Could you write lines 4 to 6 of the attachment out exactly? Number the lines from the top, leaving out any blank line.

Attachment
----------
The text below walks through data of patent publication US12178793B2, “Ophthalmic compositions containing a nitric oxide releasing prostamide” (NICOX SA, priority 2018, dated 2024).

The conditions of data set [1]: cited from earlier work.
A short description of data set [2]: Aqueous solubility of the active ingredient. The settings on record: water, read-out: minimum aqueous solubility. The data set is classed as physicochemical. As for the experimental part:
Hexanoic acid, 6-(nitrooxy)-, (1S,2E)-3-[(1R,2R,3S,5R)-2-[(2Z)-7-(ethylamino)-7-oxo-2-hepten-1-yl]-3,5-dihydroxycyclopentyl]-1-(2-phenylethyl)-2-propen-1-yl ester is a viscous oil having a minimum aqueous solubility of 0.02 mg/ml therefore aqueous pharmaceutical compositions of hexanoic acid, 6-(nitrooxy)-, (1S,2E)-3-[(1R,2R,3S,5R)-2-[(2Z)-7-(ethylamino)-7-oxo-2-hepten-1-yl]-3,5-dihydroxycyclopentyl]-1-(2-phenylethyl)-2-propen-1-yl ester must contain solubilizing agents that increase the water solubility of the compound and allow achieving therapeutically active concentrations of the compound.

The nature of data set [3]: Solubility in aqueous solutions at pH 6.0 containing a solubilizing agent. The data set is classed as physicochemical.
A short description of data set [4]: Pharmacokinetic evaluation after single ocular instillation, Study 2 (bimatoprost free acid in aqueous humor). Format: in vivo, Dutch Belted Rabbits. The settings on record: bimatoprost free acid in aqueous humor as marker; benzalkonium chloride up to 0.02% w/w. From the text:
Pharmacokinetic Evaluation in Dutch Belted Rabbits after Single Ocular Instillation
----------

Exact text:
Hexanoic acid, 6-(nitrooxy)-, (1S,2E)-3-[(1R,2R,3S,5R)-2-[(2Z)-7-(ethylamino)-7-oxo-2-hepten-1-yl]-3,5-dihydroxycyclopentyl]-1-(2-phenylethyl)-2-propen-1-yl ester is a viscous oil having a minimum aqueous solubility of 0.02 mg/ml therefore aqueous pharmaceutical compositions of hexanoic acid, 6-(nitrooxy)-, (1S,2E)-3-[(1R,2R,3S,5R)-2-[(2Z)-7-(ethylamino)-7-oxo-2-hepten-1-yl]-3,5-dihydroxycyclopentyl]-1-(2-phenylethyl)-2-propen-1-yl ester must contain solubilizing agents that increase the water solubility of the compound and allow achieving therapeutically active concentrations of the compound.

The nature of data set [3]: Solubility in aqueous solutions at pH 6.0 containing a solubilizing agent. The data set is classed as physicochemical.
A short description of data set [4]: Pharmacokinetic evaluation after single ocular instillation, Study 2 (bimatoprost free acid in aqueous humor). Format: in vivo, Dutch Belted Rabbits. The settings on record: bimatoprost free acid in aqueous humor as marker; benzalkonium chloride up to 0.02% w/w. From the text: